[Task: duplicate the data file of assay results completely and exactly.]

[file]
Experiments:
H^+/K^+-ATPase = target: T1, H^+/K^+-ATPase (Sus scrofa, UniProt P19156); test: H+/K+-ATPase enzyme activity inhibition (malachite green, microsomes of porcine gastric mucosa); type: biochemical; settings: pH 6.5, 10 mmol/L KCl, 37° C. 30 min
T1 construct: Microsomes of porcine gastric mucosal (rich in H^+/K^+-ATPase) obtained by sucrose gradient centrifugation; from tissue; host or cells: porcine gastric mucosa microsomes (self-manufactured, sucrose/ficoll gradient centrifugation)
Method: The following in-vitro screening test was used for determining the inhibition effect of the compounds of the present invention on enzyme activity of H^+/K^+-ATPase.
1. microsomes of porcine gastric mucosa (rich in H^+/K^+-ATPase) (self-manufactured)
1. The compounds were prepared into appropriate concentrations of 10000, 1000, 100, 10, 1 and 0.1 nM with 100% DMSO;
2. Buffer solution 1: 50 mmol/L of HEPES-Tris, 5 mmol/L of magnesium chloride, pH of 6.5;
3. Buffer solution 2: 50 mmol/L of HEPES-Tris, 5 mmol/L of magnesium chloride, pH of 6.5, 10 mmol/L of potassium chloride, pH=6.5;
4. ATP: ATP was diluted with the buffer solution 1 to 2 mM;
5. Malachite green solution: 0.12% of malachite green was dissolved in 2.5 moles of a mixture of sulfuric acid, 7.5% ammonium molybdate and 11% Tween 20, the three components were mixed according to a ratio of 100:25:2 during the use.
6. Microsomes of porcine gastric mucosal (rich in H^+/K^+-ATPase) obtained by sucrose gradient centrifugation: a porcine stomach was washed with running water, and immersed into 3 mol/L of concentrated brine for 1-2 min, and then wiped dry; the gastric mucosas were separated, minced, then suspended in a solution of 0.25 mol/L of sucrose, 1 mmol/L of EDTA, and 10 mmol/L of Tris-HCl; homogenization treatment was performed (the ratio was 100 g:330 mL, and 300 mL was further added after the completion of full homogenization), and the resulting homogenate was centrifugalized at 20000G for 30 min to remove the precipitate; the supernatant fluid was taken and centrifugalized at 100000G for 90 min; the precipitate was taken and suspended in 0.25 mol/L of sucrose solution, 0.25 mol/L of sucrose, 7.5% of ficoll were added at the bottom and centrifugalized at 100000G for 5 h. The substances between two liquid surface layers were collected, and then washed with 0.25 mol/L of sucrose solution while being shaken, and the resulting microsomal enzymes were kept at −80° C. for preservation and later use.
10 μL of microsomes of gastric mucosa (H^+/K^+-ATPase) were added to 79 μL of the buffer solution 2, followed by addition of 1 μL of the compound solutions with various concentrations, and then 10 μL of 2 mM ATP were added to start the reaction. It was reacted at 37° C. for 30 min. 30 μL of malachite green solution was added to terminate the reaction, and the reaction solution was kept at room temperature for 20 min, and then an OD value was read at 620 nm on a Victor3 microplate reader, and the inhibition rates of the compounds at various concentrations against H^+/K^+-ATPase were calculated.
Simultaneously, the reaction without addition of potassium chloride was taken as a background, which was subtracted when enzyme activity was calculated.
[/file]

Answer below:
Experiments:
H^+/K^+-ATPase = target: T1, H^+/K^+-ATPase (Sus scrofa, UniProt P19156); test: H+/K+-ATPase enzyme activity inhibition (malachite green, microsomes of porcine gastric mucosa); type: biochemical; settings: pH 6.5, 10 mmol/L KCl, 37° C. 30 min
T1 construct: Microsomes of porcine gastric mucosal (rich in H^+/K^+-ATPase) obtained by sucrose gradient centrifugation; from tissue; host or cells: porcine gastric mucosa microsomes (self-manufactured, sucrose/ficoll gradient centrifugation)
Method: The following in-vitro screening test was used for determining the inhibition effect of the compounds of the present invention on enzyme activity of H^+/K^+-ATPase.
1. microsomes of porcine gastric mucosa (rich in H^+/K^+-ATPase) (self-manufactured)
1. The compounds were prepared into appropriate concentrations of 10000, 1000, 100, 10, 1 and 0.1 nM with 100% DMSO;
2. Buffer solution 1: 50 mmol/L of HEPES-Tris, 5 mmol/L of magnesium chloride, pH of 6.5;
3. Buffer solution 2: 50 mmol/L of HEPES-Tris, 5 mmol/L of magnesium chloride, pH of 6.5, 10 mmol/L of potassium chloride, pH=6.5;
4. ATP: ATP was diluted with the buffer solution 1 to 2 mM;
5. Malachite green solution: 0.12% of malachite green was dissolved in 2.5 moles of a mixture of sulfuric acid, 7.5% ammonium molybdate and 11% Tween 20, the three components were mixed according to a ratio of 100:25:2 during the use.
6. Microsomes of porcine gastric mucosal (rich in H^+/K^+-ATPase) obtained by sucrose gradient centrifugation: a porcine stomach was washed with running water, and immersed into 3 mol/L of concentrated brine for 1-2 min, and then wiped dry; the gastric mucosas were separated, minced, then suspended in a solution of 0.25 mol/L of sucrose, 1 mmol/L of EDTA, and 10 mmol/L of Tris-HCl; homogenization treatment was performed (the ratio was 100 g:330 mL, and 300 mL was further added after the completion of full homogenization), and the resulting homogenate was centrifugalized at 20000G for 30 min to remove the precipitate; the supernatant fluid was taken and centrifugalized at 100000G for 90 min; the precipitate was taken and suspended in 0.25 mol/L of sucrose solution, 0.25 mol/L of sucrose, 7.5% of ficoll were added at the bottom and centrifugalized at 100000G for 5 h. The substances between two liquid surface layers were collected, and then washed with 0.25 mol/L of sucrose solution while being shaken, and the resulting microsomal enzymes were kept at −80° C. for preservation and later use.
10 μL of microsomes of gastric mucosa (H^+/K^+-ATPase) were added to 79 μL of the buffer solution 2, followed by addition of 1 μL of the compound solutions with various concentrations, and then 10 μL of 2 mM ATP were added to start the reaction. It was reacted at 37° C. for 30 min. 30 μL of malachite green solution was added to terminate the reaction, and the reaction solution was kept at room temperature for 20 min, and then an OD value was read at 620 nm on a Victor3 microplate reader, and the inhibition rates of the compounds at various concentrations against H^+/K^+-ATPase were calculated.
Simultaneously, the reaction without addition of potassium chloride was taken as a background, which was subtracted when enzyme activity was calculated.